Saturday, August 17 (8:00am-Noon) will be the annual Community GIVEAWAY in which donated appliances, clothing, electronics, housewares, linens, shoes, tools, and toys will be given away to the community. First Come First Served While Supplies Last!

Saturday, August 24 will be the annual Community FESTIVAL (10:00am – 4:00pm). Lunch will be served 12:00pm – 3:30pm. There will be free food, games, moon bounce, dunk tank and more for all to enjoy.

Saturday, August 24 (8:00am – 11:00am) will be the annual BACK PACK GIVEAWAY with school supplies. First Come First Served While Supplies Last. *A Parent or Legal Guardian must accompany each child to receive the free backpack and school supplies.

For more information, go to the First Baptist Church website at or call the church office at 703-368-2935. Dr. Keith Savage, Senior Pastor. “Moving the Kingdom Forward Through Faith”

St. Francis of Assisi Showing Film on Human Trafficking


TRIANGLE, Va. – On Saturday, August 17, 2013, St. Francis of Assisi Catholic Church in Triangle, Va., will present a free screening of Not My Life, the internationally acclaimed documentary film that depicts the horrifying and dangerous practices of human trafficking and modern slavery on a global, national, and local scale. The film is by Robert Bilheimer, and narrated by Glenn Close, both Academy Award nominees. The showing will take place at 6:30 p.m. in the parish’s Dining Hall.

In addition to the screening, representatives from Polaris Project and ACTS SAVAS will be in attendance. Polaris Project is a leader in the global fight against human trafficking – and the organization that operates the National Human Trafficking Resource Center hotline 1-888-373-7888. ACTS SAVAS is the only sexual assault crisis center serving Prince William County and the cities of Manassas and Manassas Park.

“Following our awareness presentations last May, this screening is the next step in our commitment to bringing continued awareness, action and advocacy around the issue of human trafficking,” said Fr. Kevin Downey, O.F.M., pastor of St. Francis of Assisi Parish. “But this event is about more than just viewing a powerful documentary, because after it’s over, our guests from Polaris Project and ACTS SAVAS will provide us with ways that we can immediately take action.”

The United Nations defines human trafficking as the “recruitment, transportation, transfer, harboring or receipt of persons, by means of the threat or use of force or other forms of coercion, of abduction, of fraud, of deception, of the abuse of power or of a position of vulnerability or of the giving or receiving of payments or benefits to achieve the consent of a person having control over another person, for the purpose of exploitation. Exploitation shall include, at a minimum, the exploitation of the prostitution of others or other forms of sexual exploitation, forced labor or services, slavery or practices similar to slavery, servitude or the removal of organs.”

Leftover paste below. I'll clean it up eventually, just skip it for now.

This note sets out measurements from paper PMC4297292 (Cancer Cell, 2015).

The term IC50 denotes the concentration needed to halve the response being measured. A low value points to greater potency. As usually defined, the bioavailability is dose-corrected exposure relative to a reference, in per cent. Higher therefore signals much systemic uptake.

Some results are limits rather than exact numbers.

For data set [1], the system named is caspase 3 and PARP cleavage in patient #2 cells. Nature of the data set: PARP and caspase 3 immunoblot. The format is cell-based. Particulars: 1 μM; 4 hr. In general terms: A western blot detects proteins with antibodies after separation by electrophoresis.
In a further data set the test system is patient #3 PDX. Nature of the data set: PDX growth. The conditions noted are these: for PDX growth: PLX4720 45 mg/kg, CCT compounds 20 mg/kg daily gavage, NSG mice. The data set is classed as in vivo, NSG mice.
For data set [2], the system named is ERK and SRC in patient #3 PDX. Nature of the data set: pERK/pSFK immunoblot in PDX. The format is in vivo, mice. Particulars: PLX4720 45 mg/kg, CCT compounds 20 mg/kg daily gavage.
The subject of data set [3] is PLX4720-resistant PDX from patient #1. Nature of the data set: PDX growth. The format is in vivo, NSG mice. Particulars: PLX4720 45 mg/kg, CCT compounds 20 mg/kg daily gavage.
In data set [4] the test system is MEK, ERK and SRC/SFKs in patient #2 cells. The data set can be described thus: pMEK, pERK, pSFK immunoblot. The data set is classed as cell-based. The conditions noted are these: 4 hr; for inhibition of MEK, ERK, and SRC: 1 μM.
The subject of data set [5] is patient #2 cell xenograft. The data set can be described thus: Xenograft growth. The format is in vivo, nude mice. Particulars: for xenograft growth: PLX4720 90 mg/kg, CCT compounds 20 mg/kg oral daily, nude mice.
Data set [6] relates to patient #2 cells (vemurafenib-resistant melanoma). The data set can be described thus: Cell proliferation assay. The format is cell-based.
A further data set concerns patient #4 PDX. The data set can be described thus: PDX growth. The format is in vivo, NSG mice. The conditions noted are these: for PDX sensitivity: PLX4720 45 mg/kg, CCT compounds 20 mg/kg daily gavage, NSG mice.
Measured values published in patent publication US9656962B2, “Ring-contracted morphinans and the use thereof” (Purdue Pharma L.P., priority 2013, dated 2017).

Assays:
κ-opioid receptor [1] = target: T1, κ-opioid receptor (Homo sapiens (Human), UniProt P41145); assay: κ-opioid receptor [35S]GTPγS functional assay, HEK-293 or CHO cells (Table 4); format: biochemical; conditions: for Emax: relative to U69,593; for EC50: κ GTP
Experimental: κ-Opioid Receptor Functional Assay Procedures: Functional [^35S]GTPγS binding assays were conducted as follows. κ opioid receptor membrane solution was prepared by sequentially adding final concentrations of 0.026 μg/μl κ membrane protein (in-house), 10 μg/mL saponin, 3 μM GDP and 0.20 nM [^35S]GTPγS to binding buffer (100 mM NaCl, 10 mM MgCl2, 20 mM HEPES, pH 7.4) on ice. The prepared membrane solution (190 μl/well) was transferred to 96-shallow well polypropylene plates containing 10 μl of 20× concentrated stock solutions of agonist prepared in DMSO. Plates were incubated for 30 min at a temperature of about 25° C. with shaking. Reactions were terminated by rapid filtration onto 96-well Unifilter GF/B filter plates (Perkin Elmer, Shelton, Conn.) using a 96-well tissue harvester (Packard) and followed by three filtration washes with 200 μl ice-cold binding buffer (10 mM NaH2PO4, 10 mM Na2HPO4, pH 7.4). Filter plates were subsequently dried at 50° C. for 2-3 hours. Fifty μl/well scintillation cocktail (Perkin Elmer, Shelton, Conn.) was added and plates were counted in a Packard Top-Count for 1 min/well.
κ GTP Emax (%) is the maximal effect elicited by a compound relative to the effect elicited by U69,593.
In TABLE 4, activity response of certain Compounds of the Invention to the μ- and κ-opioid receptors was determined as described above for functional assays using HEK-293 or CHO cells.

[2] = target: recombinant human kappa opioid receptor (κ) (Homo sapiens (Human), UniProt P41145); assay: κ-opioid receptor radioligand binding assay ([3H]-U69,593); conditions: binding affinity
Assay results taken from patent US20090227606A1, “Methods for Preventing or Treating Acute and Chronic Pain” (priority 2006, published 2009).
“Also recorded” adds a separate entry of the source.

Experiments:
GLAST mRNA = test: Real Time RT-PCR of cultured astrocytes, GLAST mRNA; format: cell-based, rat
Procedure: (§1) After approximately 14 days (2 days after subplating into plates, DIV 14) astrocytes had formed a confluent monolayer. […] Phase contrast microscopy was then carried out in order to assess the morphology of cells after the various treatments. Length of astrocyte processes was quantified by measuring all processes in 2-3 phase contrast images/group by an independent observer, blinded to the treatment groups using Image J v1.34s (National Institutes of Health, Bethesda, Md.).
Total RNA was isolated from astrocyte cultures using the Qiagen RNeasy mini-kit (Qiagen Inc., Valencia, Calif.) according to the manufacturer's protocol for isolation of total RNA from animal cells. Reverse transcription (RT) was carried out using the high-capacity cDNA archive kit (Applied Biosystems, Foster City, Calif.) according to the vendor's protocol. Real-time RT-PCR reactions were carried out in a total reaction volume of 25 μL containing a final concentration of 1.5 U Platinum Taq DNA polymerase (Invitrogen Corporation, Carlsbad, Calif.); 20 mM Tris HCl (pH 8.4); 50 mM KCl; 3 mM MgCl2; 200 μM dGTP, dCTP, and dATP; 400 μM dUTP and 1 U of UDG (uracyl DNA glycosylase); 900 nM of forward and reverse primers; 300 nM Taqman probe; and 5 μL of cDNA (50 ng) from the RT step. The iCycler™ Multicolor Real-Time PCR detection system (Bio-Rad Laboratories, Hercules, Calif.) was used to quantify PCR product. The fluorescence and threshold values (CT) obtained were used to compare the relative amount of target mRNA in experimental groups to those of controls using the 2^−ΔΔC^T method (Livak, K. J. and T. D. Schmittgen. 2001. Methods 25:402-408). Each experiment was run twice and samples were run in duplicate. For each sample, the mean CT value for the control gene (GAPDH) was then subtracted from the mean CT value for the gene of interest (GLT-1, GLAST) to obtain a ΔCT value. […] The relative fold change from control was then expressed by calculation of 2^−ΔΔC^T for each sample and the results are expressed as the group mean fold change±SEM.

Statistics show that more than 27 million people in more than 161 countries are victims of human trafficking. Two hundred thousand of these are in the United States alone. Fifty percent of victims are children. Every two minutes, 14 people fall victim to this crime. Sex trafficking and forced labor are the most common forms of trafficking in the United States. Prince William County, Fairfax and Loudon are among Northern Virginia counties that have or are establishing Anti-Human Trafficking Alliances or Task Forces.

The event is sponsored by the parish’s Human Trafficking Committee and Franciscan Action and Advocacy Council.

For more information on Worldwide Documentaries’ Not My Life, visit

St. Francis of Assisi Catholic Church is part of the Diocese of Arlington and was established in 1957. For more information, contact the parish office at 703-221-4044.

Children 3-Years-old and Up Welcome at Vacation Bible School

Dumfries United Methodist Church is hosting its annual Vacation Bible School, August 5-9, 8:30 a.m. – noon.

This year’s theme is “Kingdom Rock – Where Kids Stand Strong for God.”

Children three years of age and potty trained through rising 5th grade are invited to attend.

Registration forms are available at or call the church office, 703-221-2880 for more information. The church is located at 3890 Cameron Street in Dumfries.

All Saints, Area Churches Ready for Vacation Bible School

Jesus: Coming soon to a neighborhood near you.

Meeting Jesus in your neighbor’s back yard. Cool, no?

This June, All Saint’s Church and five partner churches will be continuing their program of taking Vacation Bible School out into the Prince William County community – and all elementary-age children are invited.